Vaccinations necessary to end pandemic, experts warn

Health care workers, long-term care residents receive priority for vaccine

By Marie Y. Lemelle

Contributing Writer

LOS ANGELES — According to National Institute of Allergy and Infectious Diseases Director Dr. Anthony S. Fauci and the Centers for Disease Control and Prevention, the likelihood of everyone who wants the coronavirus vaccine being able to get it soon is not likely.

Days after President Joe Biden’s inauguration, it was announced that while the Biden-Harris vaccination plan pushes for delivery of the COVID-19 vaccination for all Americans, the expectations of availability has been lowered. “Everyone won’t be eligible this spring,” White House Press Secretary Jen Psaki said.

What does that mean for the vulnerable communities, especially African Americans who are already disproportionately dying from the coronavirus? The death rate of African Americans is 13% higher than the statewide number and African Americans make up only 6% of the state’s population but represents 4% of COVID-19 cases statewide.

California’s vaccination plan includes the launch of the Vaccinate All 58, a vaccine safety and equity campaign, to inform individuals who sign up to be notified when it is their turn to receive the vaccine. Health care leaders held a briefing for the Black press to inform and respond to questions and concerns about prevention and protection for the Black community.

California Surgeon General Dr. Nadine Burke Harris is an award-winning physician, researcher and advocate dedicated to serving vulnerable communities and combating the causes of health disparities. Harris, along with Dr. Elaine Batchlor, the CEO of Martin Luther King Jr. Community Hospital; and Shantay R. Davies-Balch of the Black Wellness and Prosperity Center, recently hosted a discussion about vaccine hesitancy in the African-American community and the importance of the vaccination to stop COVID-19.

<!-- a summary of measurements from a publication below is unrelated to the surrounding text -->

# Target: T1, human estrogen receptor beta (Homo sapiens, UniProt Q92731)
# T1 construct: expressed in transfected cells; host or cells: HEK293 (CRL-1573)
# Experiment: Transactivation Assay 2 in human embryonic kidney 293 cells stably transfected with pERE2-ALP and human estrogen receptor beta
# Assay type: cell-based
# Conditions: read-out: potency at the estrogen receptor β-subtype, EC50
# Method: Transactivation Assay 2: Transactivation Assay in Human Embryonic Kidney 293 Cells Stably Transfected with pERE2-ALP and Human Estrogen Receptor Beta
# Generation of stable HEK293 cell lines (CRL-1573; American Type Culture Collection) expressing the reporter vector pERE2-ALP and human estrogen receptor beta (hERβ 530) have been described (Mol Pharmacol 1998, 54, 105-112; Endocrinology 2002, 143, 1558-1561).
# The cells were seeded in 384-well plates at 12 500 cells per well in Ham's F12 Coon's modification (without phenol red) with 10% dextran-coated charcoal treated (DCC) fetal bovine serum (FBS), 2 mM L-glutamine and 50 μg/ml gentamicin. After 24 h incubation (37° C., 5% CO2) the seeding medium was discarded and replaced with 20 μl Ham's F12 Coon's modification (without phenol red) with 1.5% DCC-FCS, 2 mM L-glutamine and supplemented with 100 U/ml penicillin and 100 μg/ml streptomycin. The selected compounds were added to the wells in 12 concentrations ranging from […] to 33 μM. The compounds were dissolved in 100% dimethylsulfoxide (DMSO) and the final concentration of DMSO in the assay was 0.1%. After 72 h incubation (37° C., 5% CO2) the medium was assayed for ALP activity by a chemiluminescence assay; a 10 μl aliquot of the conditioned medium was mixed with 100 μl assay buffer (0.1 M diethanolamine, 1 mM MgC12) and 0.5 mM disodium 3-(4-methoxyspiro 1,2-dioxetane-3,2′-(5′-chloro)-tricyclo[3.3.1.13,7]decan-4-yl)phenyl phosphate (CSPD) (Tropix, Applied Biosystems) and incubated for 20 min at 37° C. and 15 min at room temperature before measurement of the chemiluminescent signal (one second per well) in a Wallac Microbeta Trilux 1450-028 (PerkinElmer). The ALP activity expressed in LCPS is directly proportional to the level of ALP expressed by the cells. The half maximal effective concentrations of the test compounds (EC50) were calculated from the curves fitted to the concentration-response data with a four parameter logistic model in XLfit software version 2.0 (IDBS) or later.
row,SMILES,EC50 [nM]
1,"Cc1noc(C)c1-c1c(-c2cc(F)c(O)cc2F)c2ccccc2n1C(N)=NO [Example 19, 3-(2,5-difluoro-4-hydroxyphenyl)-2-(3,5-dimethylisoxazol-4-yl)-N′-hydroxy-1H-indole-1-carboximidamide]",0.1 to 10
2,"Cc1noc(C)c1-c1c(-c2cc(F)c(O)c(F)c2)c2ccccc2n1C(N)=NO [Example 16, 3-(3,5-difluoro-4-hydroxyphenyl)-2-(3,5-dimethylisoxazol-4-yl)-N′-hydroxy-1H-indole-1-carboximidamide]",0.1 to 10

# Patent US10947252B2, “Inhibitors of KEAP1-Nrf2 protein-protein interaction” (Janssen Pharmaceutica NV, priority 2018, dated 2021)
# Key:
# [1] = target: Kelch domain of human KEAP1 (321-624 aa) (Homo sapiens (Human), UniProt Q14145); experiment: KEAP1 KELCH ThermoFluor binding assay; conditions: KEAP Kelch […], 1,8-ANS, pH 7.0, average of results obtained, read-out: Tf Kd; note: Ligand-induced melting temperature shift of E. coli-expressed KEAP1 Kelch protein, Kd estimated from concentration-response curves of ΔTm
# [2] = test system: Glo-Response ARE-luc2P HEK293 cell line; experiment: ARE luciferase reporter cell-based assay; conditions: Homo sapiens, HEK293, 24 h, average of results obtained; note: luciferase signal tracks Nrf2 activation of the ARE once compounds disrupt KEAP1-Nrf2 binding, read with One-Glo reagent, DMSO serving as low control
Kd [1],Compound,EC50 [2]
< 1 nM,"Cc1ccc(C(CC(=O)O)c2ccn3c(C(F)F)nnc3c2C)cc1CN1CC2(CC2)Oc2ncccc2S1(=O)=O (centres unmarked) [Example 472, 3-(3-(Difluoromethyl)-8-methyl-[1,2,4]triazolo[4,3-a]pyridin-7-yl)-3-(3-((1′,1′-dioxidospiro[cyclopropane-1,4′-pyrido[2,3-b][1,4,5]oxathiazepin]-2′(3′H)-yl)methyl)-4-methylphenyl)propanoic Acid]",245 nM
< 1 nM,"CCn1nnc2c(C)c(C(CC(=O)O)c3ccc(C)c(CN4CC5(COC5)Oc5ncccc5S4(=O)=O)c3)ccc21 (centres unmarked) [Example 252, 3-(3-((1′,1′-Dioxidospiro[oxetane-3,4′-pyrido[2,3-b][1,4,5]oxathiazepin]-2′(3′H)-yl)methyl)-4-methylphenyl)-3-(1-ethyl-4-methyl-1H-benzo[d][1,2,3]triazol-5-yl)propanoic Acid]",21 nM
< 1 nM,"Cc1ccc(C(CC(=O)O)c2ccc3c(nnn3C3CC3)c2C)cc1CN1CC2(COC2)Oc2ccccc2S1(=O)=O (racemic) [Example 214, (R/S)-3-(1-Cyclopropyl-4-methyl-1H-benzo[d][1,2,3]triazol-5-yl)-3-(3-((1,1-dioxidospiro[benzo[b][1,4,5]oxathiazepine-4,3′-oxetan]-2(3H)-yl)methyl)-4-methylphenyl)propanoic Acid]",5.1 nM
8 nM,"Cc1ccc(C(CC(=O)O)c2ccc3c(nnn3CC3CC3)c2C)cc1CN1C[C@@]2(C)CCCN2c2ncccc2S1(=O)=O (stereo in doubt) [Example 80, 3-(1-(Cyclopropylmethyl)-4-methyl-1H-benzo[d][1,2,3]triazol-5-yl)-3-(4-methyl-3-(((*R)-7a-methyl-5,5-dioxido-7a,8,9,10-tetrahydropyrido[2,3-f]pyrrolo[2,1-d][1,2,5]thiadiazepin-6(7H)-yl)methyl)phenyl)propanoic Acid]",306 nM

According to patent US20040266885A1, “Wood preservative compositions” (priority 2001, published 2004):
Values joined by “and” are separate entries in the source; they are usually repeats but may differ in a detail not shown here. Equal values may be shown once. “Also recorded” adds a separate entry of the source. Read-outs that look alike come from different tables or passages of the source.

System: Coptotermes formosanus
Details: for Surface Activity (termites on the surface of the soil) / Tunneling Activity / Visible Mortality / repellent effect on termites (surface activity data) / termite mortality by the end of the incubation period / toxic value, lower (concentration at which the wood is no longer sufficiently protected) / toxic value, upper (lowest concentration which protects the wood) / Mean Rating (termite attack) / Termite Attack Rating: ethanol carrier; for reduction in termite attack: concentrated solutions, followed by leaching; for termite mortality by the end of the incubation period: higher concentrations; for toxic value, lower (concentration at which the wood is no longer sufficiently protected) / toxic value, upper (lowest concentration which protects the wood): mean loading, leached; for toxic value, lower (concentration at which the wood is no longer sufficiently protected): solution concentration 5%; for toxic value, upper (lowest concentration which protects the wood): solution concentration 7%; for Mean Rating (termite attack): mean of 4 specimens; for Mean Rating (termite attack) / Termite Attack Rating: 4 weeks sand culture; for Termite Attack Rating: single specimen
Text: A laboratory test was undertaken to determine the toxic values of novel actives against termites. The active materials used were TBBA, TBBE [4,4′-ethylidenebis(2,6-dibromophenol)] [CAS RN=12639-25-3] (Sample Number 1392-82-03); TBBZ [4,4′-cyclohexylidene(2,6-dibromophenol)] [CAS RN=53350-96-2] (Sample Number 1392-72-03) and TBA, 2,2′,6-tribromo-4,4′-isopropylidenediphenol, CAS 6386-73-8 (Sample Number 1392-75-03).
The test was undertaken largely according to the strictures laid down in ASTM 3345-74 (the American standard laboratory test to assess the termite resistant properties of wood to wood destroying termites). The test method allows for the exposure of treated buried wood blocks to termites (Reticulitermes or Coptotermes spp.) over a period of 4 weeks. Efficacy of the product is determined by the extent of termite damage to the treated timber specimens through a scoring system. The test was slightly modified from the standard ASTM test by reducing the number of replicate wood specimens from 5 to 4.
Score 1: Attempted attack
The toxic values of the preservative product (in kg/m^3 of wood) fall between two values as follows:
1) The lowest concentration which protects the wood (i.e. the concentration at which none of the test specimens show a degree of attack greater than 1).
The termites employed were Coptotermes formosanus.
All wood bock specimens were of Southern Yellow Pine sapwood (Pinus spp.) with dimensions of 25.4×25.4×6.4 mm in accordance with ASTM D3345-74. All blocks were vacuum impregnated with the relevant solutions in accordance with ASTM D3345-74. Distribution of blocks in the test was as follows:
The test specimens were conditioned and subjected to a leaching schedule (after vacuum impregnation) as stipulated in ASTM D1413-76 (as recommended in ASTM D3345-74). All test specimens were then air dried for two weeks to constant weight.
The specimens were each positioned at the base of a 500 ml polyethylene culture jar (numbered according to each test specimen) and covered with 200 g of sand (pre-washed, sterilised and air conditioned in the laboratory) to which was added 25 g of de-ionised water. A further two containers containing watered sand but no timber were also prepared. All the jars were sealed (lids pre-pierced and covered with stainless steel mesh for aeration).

“This vaccine is critical in our fight to end the pandemic and stop the disproportionate numbers of African Americans dying from COVID-19,” said Harris, who was appointed California’s first-ever surgeon general in January 2019. “We cannot ignore the injustices that the Black community has faced within our health care systems that may cause some hesitancy.”

Harris added, “When it comes to this vaccine, I want to assure you that I’ve looked at the evidence. Some of California’s best doctors have looked at the evidence. The vaccine is safe and effective, and when it’s available, everyone should get one.”

The state is rapidly advancing its equitable distribution of COVID-19 vaccine to reach more individuals, stressing the safety and effectiveness of the vaccine as the key to building immunity to the deadly virus. To date, more than one million Californians have already received the COVID-19 vaccine free of charge.

“This vaccine has been 18 years in the making ever since studies started on the initial SARS virus in the early 2000s,” Batchlor said. “All communities in California can be assured that the vaccine they receive underwent a rigorous review process before distribution and that this vaccine is up to 95% effective at preventing COVID-19.”

Phase 1A, health care workers and long-term care residents, will continue to be vaccinated as additional phases are entered. Individuals aged 65 and older were recently added to those now approved to receive the vaccine along with those at risk of exposure at work in education, child care, emergency services, and food and agriculture workers.